SOME of South Africa’s mining companies returned to operations today and last night after power utility, Eskom, relaxed rotational load-shedding.
Harmony Gold said it had resumed shifts at its nine South African underground mines from the start of yesterday’s afternoon shift. This was following Eskom’s announcement on Tuesday to return to Level 4 load shedding in which 4,000MW in supply is cut. It has since moved to Level 2 load-shedding (about 2,000MW) ahead of suspending load-shedding.
“Monday’s night shift and yesterday’s day shift at all the company’s underground mines were cancelled in response to an urgent request from power utility Eskom for power usage to be reduced immediately to levels required only for the maintenance of essential services,” said Harmony in an announcement today,” it said. “Eskom’s request followed its announcement on Monday of an emergency shift to Level 6 load shedding.”
Petra Diamonds, a UK-listed business, said mining at its South African operations had resumed on December 10 and that it was running at “… a 20% load curtailment in line with requirements”. It had brought forward maintenance work and had restricted load curtailment to processing plants.
The impact of the current load curtailment on production would depend on the duration and level of severity of the power restriction, it said last night.
There were signs that South Africa’s Department of Mineral Resources and Energy might take steps to source short-term energy supply without commenting directly on potential for a new wave of renewable energy projects or the relaxation of rules allowing for embedded generation above 10MW.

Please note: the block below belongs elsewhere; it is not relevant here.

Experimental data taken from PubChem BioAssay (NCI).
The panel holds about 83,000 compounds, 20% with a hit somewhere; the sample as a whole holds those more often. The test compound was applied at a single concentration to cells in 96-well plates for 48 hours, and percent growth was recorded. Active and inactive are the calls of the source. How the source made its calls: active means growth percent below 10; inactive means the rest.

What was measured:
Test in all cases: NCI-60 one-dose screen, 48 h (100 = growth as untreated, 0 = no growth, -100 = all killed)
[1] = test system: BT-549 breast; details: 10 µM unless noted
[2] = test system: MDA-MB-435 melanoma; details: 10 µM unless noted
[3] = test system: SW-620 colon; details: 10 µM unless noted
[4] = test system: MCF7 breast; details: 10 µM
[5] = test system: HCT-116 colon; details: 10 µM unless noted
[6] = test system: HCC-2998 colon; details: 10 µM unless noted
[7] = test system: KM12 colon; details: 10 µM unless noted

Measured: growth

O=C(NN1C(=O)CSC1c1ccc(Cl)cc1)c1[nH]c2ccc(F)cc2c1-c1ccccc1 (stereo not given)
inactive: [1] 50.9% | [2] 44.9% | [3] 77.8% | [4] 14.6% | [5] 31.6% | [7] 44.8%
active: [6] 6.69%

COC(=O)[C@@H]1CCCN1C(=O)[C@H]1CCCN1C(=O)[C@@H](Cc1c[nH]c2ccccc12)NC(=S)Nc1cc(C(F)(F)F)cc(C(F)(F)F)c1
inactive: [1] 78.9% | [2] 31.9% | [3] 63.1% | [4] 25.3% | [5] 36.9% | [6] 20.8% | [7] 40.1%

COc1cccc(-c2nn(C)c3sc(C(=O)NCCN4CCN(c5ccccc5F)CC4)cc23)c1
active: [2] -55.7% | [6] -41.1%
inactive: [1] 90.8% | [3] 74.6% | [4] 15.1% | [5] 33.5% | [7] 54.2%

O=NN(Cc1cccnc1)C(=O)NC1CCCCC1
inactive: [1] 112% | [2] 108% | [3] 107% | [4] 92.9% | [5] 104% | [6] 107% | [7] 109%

According to BusinessLive, which cited a mines and energy department statement, Mantashe would call urgently for proposals — by issuing a request for information — on filling the short-term gap.
This may materialise as stop-gap steps that could be procured in three to 12 months, although energy expert, Anton Eberhard, who was previously part of president Cyril Ramaphosa’s Eskom war room in 2015, said these short-term measures would not fly.
“I’m sceptical. We tried that in the war room and nothing came of it. Emergency power can be as expensive as $25c/kWh,” he told BusinessLive.
“Other than fast-tracking procurements for the medium term, I believe the most effective policy to relieve short-term energy shortages would be to relax licensing requirements for own generation,” Eberhard said.
BusinessLive said that what was required was to begin the next wave of renewable energy projects. Mantashe said earlier this year new renewable energy supply, as well as a relaxation of legislation allowing industry such as mines to build their own energy supply in excess of 10MW (embedded generation), would be prioritised.
This has not materialised, however.
The SA Photovoltaic Association (Sapvia), a nonprofit body promoting the solar electricity industry, said on Tuesday that it believed that 2,000MW could be added to the grid within 12 months through embedded generation. This is equal to two stages of load-shedding. But Nersa takes nine to 12 months to process licensing.
The second-quickest way to bring new generation capacity on board is to procure wind and solar power from independent power producers. Only 5% of Eskom’s energy capacity comes from renewable energy sources, said BusinessLive.
It’s unknown why Mantashe has been reluctant to take these steps. Publicly, he has kicked back against non-profit governmental organisations asking for renewable power, and less coal. Mantashe’s view is that given coal’s abundance, it would make sense to continue to mine the resource in addition to pursuing renewable energy power.